Let’s Eat restaurant review (4 out of 5 Stars)
Texan News Service
You probably have driven past it and never given it a second glance; it’s just a small white building along Highway 377. But inside that non-descript small, white building sits a hidden Bluff Dale gemstone called Let’s Eat, owned by Curren Dodds, a classically-trained French chef.
Opened in 1995 inside an old post office, Let’s Eat is well worth the drive. The menu changes fairly often as Dodds likes to experiment with new foods regularly. Approaching the entrance, the restaurant is an eye sore and the decor that waits inside is screaming for a decorator’s touch. However, once inside, your attitude shifts as you breathe in the warm aroma of spices. You know you’re in for something delectable.
Long wooden tables are lined up end to end and can seat about 30 people. The building may be casual, but the food is the farthest thing from it. While Let’s Eat does not serve alcohol, bringing your own beer or wine is permitted.
The Let’s Eat menu has a nice variety of entrees with chicken, steaks, pasta and fish. For my dining experience, I ordered a steak, medium rare, served with mashed potatoes and asparagus, which cost around $25. The steak was warm, well-seasoned and had just the right balance of juiciness and tenderness. The mashed potatoes had the perfect texture of blended potatoes and chunks with the skins left on. No gravy was needed to enhance the flavor of the potatoes; it was enough to leave me wanting more. The asparagus was packed full of flavor and just melted in my mouth. There were dessert options as well, but I was too full from my delicious meal to consider it. Dessert options included a bread pudding and bananas foster atop French toast. The food was superb, although a little pricey compared to other local establishments.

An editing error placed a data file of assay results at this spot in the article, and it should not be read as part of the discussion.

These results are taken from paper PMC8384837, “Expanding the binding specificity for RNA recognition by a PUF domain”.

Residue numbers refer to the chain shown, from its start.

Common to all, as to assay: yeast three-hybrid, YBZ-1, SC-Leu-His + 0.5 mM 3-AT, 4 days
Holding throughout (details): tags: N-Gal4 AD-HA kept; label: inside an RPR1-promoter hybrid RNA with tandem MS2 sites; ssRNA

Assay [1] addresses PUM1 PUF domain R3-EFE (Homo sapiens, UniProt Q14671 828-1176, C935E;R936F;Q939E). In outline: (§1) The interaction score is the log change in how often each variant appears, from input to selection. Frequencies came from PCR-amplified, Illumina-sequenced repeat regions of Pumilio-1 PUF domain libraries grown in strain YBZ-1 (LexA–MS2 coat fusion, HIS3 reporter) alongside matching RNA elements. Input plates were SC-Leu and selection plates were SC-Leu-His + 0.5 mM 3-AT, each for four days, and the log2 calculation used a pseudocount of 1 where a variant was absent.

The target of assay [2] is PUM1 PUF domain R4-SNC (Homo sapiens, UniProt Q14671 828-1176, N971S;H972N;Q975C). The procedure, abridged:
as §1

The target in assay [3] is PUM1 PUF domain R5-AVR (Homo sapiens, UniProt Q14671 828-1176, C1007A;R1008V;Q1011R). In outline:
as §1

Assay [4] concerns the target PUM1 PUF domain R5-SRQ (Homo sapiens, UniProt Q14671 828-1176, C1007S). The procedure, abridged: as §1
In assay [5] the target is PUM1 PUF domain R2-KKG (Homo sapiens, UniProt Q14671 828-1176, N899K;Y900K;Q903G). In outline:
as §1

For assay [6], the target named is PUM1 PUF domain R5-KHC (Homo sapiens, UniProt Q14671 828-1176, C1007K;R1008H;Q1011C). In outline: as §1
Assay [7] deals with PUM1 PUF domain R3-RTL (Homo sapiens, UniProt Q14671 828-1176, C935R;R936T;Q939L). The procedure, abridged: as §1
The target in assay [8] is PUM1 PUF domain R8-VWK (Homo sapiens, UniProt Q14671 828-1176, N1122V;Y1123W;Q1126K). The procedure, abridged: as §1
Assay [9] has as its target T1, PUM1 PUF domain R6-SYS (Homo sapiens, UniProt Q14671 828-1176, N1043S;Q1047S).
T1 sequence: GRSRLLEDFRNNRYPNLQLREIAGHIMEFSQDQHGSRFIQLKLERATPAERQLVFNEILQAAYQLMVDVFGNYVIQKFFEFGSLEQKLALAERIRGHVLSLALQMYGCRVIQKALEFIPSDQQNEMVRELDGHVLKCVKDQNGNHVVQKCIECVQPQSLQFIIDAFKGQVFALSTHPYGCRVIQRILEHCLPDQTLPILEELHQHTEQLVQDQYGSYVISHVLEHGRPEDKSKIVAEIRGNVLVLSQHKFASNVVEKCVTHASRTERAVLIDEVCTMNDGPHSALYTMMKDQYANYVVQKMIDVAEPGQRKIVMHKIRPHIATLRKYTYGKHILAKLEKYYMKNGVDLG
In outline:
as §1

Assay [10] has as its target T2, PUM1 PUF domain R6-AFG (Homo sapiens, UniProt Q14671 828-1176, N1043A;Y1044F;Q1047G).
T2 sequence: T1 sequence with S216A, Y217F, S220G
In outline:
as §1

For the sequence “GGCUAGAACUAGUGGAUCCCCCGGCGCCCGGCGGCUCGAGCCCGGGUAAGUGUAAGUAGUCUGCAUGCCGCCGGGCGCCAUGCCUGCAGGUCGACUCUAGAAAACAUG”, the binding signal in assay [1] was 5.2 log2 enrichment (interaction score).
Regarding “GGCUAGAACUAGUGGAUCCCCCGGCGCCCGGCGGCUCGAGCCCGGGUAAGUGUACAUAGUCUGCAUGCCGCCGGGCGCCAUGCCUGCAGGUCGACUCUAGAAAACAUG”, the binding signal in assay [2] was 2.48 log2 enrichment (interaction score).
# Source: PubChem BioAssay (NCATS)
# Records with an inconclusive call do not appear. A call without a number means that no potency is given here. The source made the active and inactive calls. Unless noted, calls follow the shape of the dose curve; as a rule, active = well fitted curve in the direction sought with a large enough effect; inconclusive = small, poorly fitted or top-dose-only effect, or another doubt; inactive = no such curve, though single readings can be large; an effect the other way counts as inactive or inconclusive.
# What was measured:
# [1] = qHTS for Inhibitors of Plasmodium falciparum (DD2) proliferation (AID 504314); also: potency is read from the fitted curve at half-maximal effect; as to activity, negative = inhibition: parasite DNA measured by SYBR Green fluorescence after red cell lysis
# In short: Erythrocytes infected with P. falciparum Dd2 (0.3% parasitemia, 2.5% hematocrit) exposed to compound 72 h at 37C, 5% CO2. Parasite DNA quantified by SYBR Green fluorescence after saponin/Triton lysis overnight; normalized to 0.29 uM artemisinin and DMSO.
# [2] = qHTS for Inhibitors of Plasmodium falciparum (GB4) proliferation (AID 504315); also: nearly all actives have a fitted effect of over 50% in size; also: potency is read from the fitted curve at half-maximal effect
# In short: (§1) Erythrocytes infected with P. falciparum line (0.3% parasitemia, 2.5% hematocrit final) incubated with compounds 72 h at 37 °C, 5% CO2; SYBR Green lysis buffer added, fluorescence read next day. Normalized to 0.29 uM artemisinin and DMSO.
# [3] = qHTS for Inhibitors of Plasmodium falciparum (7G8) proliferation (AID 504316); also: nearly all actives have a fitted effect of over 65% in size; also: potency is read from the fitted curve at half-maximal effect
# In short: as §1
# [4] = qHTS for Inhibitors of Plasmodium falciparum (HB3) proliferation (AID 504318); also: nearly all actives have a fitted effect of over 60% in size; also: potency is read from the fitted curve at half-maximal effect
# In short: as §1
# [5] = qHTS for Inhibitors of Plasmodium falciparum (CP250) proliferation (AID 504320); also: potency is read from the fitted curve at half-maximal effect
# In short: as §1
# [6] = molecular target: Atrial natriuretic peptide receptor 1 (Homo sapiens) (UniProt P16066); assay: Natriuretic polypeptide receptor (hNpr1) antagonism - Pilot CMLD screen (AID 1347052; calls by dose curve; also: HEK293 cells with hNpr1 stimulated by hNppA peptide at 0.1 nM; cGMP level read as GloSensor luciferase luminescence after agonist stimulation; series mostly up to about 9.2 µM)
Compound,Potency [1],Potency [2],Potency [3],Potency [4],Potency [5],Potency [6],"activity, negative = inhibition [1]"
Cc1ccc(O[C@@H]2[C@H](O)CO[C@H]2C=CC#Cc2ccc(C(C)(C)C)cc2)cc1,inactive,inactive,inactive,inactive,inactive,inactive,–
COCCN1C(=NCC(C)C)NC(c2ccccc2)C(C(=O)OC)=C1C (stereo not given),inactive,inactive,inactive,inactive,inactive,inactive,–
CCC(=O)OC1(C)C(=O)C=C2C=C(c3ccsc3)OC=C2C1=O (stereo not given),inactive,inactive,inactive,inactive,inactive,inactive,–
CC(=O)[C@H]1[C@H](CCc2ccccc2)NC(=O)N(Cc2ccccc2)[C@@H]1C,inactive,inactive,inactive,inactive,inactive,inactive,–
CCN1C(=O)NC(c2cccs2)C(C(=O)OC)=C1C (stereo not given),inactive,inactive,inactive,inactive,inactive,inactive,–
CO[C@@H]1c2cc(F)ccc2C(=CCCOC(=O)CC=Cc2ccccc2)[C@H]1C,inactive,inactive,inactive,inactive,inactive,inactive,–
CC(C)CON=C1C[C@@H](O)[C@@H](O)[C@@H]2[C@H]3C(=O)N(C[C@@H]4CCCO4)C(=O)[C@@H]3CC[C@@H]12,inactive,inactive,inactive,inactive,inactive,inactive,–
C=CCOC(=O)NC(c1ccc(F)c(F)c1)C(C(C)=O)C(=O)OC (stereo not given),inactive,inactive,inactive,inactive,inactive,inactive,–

For foodies looking for a Metroplex quality of food but not wanting to drive that far, Let’s Eat is the perfect option. Let’s Eat successfully combines the casual home setting with the exquisite taste of Chef Dodds’ creations